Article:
2. A majority of the faculty, dispersed throughout all schools and departments, must be Catholic in practice and education. See article 4, no. 1: "calls for the recruitment of adequate university personnel, especially teachers and administrators, who are both willing and able to promote that identity. The identity of a Catholic University is essentially linked to the quality of its teachers and to respect for Catholic doctrine." Who is willing and able to promote the Catholic identity? As for personal life, all must maintain communion in the church by their manner of acting including an obligation to live a holy life, (see canons 209 and 210, and particularly canon 810, found in footnote 49). The obligation to be formed beyond professional specialization is great: "University teachers should seek to improve their competence and endeavor to set the content, objectives, methods, and results of research in an individual discipline within the framework of a coherent world vision. Christians among the teachers are called to be witnesses and educators of authentic Christian life, which evidences attained integration between faith and life, and between professional competence and Christian wisdom." §22
3. Students should receive an education that equips them to live as authentic witnesses in the world today. "Through research and teaching the students are educated in the various disciplines so as to become truly competent in the specific sectors in which they will devote themselves to the service of society and of the Church, but at the same time prepared to give the witness of their faith to the world." (§20) These cannot be parallel developments but mutually informative. This requires a fairly extensive core set of courses in philosophy and theology. John Paul references Newman and Vatican II: here is what he means by life-long learning -- a "growth in its ability to wonder, to understand, to contemplate, to make personal judgments, and to develop a religious, moral, and social sense." (§23) Again, philosophy and theology would be central to this education.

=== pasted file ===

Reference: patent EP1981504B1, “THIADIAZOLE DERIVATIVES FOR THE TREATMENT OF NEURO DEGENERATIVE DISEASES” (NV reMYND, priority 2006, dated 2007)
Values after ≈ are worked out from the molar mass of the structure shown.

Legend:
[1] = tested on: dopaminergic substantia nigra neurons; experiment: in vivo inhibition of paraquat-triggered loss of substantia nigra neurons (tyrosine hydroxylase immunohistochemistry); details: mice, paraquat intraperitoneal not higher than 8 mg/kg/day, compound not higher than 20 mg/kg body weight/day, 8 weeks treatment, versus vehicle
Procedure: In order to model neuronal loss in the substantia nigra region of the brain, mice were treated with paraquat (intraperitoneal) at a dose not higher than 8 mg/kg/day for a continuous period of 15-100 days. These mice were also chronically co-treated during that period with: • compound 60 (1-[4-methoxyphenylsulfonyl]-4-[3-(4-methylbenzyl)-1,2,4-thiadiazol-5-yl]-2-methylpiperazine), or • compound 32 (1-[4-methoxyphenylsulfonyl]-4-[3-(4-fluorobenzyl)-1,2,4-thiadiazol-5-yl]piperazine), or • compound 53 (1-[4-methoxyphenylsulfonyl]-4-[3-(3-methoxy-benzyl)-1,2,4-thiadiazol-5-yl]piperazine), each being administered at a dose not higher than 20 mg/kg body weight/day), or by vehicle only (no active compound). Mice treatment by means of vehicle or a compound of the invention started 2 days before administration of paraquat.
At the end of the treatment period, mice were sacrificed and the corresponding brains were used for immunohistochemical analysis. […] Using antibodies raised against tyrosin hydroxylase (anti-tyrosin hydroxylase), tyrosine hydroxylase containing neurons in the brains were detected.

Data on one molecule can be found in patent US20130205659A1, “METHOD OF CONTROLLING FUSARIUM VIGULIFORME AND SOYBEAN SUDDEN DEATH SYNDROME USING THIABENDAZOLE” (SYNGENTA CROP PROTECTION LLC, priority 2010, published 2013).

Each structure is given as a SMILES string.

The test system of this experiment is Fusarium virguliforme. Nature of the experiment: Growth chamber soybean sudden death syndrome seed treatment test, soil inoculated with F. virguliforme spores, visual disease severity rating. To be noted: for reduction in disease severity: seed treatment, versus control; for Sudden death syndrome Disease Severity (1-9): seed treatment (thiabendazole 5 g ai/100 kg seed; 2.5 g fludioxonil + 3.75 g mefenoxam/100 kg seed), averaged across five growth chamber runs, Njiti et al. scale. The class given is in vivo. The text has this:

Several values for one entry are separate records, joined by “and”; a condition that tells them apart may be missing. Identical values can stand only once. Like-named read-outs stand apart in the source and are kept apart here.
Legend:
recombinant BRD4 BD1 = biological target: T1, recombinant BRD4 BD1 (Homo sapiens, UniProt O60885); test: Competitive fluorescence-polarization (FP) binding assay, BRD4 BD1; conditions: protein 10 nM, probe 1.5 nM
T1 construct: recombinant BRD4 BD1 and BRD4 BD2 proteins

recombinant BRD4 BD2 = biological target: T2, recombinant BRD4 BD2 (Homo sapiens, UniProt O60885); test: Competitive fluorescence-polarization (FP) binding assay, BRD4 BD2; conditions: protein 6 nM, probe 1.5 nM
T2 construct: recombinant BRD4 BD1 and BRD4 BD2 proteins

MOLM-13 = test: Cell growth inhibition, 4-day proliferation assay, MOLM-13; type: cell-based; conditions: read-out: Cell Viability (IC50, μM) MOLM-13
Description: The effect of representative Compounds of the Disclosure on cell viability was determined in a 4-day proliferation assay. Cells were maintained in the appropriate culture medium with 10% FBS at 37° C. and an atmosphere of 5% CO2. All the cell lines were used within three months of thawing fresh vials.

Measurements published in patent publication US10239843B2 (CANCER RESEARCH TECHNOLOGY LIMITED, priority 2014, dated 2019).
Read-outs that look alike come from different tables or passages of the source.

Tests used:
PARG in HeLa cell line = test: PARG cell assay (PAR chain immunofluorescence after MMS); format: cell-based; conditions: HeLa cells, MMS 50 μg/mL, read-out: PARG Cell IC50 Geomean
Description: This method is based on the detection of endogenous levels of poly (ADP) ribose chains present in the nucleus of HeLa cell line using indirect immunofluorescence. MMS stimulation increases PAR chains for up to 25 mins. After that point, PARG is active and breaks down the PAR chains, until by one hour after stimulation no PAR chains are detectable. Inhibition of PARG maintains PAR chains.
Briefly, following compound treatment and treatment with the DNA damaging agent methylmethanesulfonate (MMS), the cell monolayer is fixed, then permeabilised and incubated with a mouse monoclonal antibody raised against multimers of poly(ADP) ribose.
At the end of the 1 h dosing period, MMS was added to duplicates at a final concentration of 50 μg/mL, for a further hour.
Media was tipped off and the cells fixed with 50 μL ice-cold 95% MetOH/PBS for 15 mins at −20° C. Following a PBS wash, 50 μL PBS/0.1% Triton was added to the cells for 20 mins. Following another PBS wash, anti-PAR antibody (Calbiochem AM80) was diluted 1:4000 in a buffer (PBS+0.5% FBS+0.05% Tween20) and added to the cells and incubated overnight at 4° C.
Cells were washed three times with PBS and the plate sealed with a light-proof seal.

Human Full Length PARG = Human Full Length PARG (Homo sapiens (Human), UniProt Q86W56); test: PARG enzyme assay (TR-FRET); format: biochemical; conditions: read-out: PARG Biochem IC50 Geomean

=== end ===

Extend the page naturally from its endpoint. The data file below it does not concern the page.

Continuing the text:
Students will be leaders when they can become "witnesses to Christ in whatever place they may exercise their profession." (§23) From this end or outcome must educators derive the curriculum. As I have written extensively about this, I shall not elaborate. (see this article)
Twenty years ago, from the heart of the Church, Pope John Paul II laid out a vision and a program for Catholic education -- it will prove pure and fruitful, meek and strong, humble and courageous, zealous and prudent, like our Lady. We need more ventures of faith like hers -- "He has thrown down the rulers from their thrones but lifted up the lowly. The hungry he has filled with good things; the rich he has sent away empty."